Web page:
THE Scottish Government has said it is committed to finding long-term solutions for people sleeping rough in Scottish cities who were offered places in hotels to get them off the streets during lockdown.

Last week it was claimed the UK Government funding for its equivalent scheme – Everyone In – was to be pulled. A leaked document revealed by the Manchester Evening News showed that there would be no more funding for the scheme, which has helped to take around 5400 people off the streets.

Homeless charity Crisis described the decision as “completely unacceptable”. But the UK Government has said it is “simply wrong and misleading”, claiming people would now be moved into alternative accommodation.

However, Scotland’s Housing Minister Kevin Stewart insisted that Scotland was committed to doing things differently.

It has funded Simon Community co-ordinated efforts to ensure that all street homeless people were offered accommodation in hotels in Scottish cities.

In Edinburgh, plans have also involved wrap around health care, provided by Dr John Budd and his team from the Edinburgh Access Practice.

In Glasgow, it is understood that people are being moved on quickly from hotels, although some concerns have been raised about the use of homeless B&Bs as temporary accommodation.

Stewart told the Sunday National: “The pandemic has shown what we can do if we work together to address social issues. It has been challenging and will remain so but we are determined to ensure everyone has a secure and settled home once the crisis ends.”

“Thanks to a rapid and co-ordinated response, hundreds of people previously sleeping rough or in unsuitable B&Bs or night shelters are now being supported in hotels or other self-contained accommodation. Outreach services are reporting that there are no more than 30 people sleeping rough across Scotland.

“This will continue in Scotland, however settled accommodation with the correct support measures continues to be the best way of solving homelessness in the longer term.”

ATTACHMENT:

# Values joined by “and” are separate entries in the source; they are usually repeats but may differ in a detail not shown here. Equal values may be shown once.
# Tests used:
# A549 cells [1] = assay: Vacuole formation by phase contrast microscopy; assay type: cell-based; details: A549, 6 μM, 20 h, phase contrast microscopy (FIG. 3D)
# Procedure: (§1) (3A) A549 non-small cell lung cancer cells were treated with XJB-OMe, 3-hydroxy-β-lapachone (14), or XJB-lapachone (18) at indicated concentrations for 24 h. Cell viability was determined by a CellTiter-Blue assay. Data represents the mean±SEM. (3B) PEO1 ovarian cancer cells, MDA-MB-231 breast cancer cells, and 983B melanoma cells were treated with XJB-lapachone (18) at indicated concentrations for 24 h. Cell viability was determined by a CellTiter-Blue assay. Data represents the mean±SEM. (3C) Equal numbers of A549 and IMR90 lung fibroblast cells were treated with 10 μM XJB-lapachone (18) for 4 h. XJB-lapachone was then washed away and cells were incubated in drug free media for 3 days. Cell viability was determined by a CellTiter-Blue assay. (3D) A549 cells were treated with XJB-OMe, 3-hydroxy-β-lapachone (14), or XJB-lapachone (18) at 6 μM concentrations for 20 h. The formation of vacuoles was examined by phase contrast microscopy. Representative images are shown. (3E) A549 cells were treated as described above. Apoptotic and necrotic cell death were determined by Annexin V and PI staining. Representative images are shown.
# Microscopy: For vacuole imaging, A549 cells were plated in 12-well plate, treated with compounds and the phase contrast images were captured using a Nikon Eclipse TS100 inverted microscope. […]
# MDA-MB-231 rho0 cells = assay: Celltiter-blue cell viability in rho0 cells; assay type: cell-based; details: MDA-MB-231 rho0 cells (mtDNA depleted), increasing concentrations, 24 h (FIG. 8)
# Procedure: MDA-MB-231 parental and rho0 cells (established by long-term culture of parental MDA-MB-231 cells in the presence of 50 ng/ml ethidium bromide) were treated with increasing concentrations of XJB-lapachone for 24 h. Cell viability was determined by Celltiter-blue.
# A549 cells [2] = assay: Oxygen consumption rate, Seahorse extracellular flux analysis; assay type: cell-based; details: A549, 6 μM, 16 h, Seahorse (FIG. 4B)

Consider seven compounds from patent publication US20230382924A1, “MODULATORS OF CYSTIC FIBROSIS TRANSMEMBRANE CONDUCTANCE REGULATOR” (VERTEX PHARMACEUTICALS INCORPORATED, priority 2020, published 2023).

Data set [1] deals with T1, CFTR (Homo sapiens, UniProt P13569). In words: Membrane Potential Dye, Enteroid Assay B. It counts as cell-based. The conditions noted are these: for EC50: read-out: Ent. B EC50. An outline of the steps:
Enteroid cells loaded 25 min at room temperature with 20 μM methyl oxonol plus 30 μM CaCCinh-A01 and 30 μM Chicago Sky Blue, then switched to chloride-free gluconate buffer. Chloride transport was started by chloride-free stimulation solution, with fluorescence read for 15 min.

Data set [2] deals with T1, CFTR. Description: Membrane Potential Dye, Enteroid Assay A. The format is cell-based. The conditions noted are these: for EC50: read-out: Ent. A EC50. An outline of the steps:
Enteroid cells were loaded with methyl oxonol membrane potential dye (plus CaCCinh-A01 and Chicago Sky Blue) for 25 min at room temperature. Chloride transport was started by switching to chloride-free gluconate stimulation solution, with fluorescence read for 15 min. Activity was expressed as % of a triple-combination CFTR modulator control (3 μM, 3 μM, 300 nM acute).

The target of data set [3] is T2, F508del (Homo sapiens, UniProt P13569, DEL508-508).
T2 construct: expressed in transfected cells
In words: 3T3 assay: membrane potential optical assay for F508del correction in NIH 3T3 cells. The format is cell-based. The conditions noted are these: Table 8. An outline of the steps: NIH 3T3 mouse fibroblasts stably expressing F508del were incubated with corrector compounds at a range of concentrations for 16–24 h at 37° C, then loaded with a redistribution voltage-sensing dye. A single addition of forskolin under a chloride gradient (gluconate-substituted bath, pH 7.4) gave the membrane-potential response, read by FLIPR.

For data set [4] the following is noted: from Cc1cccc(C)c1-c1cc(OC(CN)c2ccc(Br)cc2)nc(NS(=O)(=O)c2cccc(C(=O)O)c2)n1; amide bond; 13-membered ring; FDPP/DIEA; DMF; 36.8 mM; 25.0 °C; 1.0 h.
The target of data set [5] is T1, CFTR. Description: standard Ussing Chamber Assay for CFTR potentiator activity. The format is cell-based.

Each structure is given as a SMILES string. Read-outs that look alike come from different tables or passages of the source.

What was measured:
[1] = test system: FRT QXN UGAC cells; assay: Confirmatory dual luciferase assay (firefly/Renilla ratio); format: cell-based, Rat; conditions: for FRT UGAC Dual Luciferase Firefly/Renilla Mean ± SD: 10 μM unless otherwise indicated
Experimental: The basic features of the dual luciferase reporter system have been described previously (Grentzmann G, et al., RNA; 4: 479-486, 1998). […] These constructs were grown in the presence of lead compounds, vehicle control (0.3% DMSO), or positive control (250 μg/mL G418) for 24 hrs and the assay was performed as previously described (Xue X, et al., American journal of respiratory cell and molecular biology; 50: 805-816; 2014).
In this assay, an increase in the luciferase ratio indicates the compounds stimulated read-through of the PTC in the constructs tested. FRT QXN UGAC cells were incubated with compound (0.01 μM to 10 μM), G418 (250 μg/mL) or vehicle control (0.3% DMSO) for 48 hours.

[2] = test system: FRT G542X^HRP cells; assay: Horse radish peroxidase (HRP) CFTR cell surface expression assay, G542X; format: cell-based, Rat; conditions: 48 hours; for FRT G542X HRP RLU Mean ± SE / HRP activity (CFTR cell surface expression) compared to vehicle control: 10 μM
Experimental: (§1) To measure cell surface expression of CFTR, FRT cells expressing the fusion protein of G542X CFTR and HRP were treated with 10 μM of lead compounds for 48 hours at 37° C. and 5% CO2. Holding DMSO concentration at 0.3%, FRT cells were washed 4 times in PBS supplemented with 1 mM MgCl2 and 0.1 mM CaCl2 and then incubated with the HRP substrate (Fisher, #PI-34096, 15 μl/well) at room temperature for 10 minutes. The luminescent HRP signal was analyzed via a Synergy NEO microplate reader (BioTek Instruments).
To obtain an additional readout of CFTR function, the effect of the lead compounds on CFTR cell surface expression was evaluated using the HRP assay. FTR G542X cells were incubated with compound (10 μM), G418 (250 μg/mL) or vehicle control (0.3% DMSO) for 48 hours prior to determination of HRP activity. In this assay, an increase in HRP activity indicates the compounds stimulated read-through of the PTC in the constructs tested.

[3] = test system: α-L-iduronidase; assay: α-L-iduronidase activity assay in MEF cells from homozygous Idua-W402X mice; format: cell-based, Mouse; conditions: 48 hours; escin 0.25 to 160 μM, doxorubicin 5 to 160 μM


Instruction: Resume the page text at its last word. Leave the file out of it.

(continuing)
The Scottish Government says it has provided about £700,000 to third sector organisations, allowing them to pay for emergency hotel accommodation for those who are street homeless.

Stewart added: “It includes rough sleepers and people with no recourse to public funds, such as destitute asylum seekers – and we have no plans to withdraw funding.

“Rapid rehousing is the key to getting anyone experiencing homelessness into settled accommodation and remains the focus of the Scottish Government.”

The confirmation was welcomed by homeless charity Shelter Scotland, which said that the Covid-19 pandemic has highlighted the need for systemic change to how homeless people were supported.

Graeme Brown, director of Shelter Scotland, said: “We have seen some tremendous leadership from the Scottish Government and some local councils working with charities to get people off the streets and we whole-heartedly welcome the commitment to ensure they never go back.

“The fact is they shouldn’t have been there in the first place and we now know that when the will is there we see results.

“In the past we have been told that it is a shortage of accommodation, and in particular, suitable accommodation, that has left some people out of mainstream housing – we lack detailed information on how that problem will be overcome.

“But make no mistake it must be overcome. Housing is a basic right and this pandemic has made that crystal clear.”